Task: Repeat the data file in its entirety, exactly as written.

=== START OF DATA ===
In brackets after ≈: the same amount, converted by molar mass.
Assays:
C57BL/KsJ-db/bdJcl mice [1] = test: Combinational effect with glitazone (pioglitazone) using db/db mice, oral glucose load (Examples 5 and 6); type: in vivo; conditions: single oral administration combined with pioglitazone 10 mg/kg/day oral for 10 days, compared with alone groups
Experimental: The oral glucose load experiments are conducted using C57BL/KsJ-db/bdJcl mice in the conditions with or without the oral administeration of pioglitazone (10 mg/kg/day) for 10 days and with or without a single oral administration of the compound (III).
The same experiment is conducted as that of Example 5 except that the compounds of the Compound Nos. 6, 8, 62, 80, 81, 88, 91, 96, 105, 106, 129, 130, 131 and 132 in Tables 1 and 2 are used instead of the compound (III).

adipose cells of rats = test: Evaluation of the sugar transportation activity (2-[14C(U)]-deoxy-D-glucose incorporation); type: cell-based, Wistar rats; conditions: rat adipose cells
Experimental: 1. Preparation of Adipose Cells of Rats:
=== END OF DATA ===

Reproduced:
In brackets after ≈: the same amount, converted by molar mass.
Assays:
C57BL/KsJ-db/bdJcl mice [1] = test: Combinational effect with glitazone (pioglitazone) using db/db mice, oral glucose load (Examples 5 and 6); type: in vivo; conditions: single oral administration combined with pioglitazone 10 mg/kg/day oral for 10 days, compared with alone groups
Experimental: The oral glucose load experiments are conducted using C57BL/KsJ-db/bdJcl mice in the conditions with or without the oral administeration of pioglitazone (10 mg/kg/day) for 10 days and with or without a single oral administration of the compound (III).
The same experiment is conducted as that of Example 5 except that the compounds of the Compound Nos. 6, 8, 62, 80, 81, 88, 91, 96, 105, 106, 129, 130, 131 and 132 in Tables 1 and 2 are used instead of the compound (III).

adipose cells of rats = test: Evaluation of the sugar transportation activity (2-[14C(U)]-deoxy-D-glucose incorporation); type: cell-based, Wistar rats; conditions: rat adipose cells
Experimental: 1. Preparation of Adipose Cells of Rats: